Can you eat raccoon year round?

Discussion in 'Hunting' started by Kevinq6, Jun 4, 2021.

  1. Kevinq6

    Kevinq6 Member

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    I know you are supposed to only eat rabbits after a hard freeze.

    Had a friend who was wanting a raccoon pie. We have plenty of them at the ranch and I'd rather eat one if I shoot one if it's safe.

    Thanks!
     
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  2. Armored farmer

    Armored farmer Member

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    You can not hunt them year around....at least not here in ill-annoy.
     
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  3. frogfurr

    frogfurr Member

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    You can eat about anything year round. Cows, piggies, bunny rabbits, raccoons, etc. They will still taste the same regardless. Fur isn't worth much in the summer.
     
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  4. GEM

    GEM Moderator Emeritus

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    Oysters R in season. What round to you recommend for the oyster. Sorry - moderators - chastise me for this.
     
  5. DocRock

    DocRock member

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    Only in months with an “R” in them.
     
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  6. ColtPythonElite

    ColtPythonElite Member

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    I believe that hard freeze story is an old wives tale.
     
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  7. somethingbenign

    somethingbenign Member

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    I did some reading on that and there was some validity to the tale. Basically they can carry some mites and diseases that are an issue. The solution was wear gloves while handling them until they are skinned and gutted. I would guess raccoons would be the same way.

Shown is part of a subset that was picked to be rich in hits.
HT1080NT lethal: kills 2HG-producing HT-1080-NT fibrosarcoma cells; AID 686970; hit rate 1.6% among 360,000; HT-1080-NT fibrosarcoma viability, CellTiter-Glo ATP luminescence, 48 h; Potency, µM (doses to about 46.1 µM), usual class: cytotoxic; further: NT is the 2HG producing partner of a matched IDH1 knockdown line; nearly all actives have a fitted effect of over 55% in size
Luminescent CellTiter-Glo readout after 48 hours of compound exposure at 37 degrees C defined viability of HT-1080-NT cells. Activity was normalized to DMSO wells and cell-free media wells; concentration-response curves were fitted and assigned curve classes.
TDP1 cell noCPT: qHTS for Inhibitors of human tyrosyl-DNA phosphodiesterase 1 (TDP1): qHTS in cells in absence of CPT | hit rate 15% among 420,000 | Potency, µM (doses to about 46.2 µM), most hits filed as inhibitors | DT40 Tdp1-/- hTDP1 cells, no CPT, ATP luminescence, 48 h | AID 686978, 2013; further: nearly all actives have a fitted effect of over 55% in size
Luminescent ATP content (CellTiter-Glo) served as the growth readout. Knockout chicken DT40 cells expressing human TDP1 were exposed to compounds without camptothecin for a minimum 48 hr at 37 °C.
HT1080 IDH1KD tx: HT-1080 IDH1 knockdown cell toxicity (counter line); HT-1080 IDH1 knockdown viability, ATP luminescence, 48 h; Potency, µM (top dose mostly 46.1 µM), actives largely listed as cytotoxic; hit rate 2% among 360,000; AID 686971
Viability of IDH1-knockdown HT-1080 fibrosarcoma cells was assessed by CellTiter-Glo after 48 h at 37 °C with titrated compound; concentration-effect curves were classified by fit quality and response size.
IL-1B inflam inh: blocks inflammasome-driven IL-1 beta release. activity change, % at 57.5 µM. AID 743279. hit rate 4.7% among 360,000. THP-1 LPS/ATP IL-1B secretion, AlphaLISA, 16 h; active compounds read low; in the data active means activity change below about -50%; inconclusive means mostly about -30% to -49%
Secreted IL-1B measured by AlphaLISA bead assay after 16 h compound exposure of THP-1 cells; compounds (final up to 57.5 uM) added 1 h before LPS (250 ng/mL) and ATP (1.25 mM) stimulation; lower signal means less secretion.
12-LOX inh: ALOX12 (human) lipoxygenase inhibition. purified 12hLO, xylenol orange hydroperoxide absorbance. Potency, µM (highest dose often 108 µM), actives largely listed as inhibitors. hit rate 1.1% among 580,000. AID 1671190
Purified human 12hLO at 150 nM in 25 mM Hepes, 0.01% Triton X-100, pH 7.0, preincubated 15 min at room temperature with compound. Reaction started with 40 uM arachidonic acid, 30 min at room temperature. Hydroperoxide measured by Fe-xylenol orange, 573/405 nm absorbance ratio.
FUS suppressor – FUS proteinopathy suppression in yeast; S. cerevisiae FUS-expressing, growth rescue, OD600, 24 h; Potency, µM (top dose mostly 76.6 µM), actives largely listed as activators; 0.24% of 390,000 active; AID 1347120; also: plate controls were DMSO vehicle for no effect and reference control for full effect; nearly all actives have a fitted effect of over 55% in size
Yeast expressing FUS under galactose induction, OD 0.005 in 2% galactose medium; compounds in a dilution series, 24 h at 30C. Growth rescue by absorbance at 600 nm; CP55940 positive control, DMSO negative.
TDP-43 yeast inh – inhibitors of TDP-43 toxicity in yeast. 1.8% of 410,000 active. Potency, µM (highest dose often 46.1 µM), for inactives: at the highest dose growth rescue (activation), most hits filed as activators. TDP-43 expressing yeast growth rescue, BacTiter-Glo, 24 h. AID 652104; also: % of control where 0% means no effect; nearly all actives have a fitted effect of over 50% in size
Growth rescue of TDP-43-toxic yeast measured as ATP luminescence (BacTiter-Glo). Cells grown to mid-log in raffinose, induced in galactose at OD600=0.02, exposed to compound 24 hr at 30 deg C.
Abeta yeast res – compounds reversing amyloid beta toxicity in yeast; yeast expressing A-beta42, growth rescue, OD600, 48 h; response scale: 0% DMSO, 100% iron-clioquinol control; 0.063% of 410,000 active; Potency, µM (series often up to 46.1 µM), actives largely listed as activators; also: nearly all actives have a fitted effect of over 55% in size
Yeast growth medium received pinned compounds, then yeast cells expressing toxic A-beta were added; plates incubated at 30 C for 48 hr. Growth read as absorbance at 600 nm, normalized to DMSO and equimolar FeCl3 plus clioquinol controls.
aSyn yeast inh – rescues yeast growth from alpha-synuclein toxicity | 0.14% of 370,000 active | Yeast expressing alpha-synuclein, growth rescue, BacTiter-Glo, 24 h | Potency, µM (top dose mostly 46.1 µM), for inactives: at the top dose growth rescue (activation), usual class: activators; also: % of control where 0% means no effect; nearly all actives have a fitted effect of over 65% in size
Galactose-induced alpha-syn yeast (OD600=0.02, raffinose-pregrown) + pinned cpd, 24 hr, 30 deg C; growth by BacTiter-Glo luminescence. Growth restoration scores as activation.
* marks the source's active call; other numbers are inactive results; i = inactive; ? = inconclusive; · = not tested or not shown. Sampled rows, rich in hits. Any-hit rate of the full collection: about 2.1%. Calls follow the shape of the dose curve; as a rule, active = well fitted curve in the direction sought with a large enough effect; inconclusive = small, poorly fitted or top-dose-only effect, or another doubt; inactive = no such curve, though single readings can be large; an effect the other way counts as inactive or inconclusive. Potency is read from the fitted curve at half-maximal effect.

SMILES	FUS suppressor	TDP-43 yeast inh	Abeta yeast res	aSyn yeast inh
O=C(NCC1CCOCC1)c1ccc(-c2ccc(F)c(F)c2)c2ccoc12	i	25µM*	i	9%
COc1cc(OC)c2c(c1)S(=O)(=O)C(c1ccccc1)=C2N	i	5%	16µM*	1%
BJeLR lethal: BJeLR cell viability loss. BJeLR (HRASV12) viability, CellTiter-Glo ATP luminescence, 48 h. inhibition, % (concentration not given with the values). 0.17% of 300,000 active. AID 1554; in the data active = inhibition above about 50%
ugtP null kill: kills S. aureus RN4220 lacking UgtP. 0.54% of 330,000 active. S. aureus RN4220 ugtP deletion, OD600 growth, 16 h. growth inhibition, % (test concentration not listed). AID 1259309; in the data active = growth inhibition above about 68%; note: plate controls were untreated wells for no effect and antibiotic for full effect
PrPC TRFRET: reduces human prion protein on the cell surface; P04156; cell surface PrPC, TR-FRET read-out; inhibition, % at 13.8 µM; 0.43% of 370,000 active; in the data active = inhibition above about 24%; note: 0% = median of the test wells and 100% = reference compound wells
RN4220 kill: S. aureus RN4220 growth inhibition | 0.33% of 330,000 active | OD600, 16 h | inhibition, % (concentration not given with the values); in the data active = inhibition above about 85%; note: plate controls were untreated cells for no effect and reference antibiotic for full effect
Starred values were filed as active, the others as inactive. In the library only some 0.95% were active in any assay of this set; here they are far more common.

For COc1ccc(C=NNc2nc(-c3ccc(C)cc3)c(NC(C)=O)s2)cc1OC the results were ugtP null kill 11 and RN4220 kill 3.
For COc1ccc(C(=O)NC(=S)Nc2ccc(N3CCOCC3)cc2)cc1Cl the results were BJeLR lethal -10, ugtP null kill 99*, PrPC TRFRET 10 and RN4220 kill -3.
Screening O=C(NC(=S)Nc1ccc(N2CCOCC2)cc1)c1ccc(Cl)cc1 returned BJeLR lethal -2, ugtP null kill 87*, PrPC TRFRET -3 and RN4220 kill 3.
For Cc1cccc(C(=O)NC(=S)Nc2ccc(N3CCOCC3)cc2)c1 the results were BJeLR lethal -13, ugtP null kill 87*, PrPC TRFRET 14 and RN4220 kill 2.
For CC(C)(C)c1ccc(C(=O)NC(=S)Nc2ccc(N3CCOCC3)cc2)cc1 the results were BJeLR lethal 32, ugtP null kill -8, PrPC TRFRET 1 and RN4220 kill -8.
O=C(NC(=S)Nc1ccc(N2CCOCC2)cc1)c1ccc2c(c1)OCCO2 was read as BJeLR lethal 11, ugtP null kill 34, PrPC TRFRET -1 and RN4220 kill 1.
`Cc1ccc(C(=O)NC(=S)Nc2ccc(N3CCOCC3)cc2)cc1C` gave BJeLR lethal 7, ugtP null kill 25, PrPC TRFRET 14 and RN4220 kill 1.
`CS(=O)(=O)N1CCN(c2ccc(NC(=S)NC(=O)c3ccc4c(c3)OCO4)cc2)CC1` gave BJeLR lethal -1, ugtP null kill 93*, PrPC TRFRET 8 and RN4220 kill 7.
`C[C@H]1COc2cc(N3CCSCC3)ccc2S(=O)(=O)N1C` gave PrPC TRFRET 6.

8. Kevin Keith

    Kevin Keith Member

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    As far as hunting them year round you are good to go with a just a hunting license in the Lone Star State. I'd probably eat rural hunted raccoon anytime of the year even though I haven't. I guess I've never been that hungry! Just cook it well done to kill any parasites like the round worms.

    edit: TPWD link ~~~~~> https://tpwd.texas.gov/regulations/outdoor-annual/hunting/fur-bearing-animal-regulations/
    Wolfs1.jpg
     
  9. H&Hhunter

    H&Hhunter Moderator Staff Member

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    You are officially chastised!
     
  10. Armored farmer

    Armored farmer Member

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    I've had raccoon a few times.
    You're not missing anything.

    About the only thing that eats them around here are buzzards and bald eagles.
     
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  11. horsey300

    horsey300 Member